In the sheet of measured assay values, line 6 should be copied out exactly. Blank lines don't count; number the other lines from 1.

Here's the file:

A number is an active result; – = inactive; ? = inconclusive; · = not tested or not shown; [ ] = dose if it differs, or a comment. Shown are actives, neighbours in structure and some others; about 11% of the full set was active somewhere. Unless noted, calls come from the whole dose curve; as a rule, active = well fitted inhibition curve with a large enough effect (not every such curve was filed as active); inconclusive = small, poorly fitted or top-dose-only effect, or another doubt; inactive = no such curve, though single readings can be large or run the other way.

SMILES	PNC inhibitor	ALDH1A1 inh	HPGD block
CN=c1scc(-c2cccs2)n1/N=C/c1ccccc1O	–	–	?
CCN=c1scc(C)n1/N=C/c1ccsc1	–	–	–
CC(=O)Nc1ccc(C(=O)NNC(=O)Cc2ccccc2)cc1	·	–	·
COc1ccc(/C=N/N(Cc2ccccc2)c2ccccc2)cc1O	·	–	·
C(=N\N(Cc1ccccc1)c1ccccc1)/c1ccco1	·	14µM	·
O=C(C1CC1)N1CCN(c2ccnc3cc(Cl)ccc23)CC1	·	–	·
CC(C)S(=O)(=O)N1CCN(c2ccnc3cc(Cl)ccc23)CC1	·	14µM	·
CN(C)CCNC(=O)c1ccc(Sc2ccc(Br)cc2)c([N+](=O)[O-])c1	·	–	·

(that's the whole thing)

COc1ccc(/C=N/N(Cc2ccccc2)c2ccccc2)cc1O	·	–	·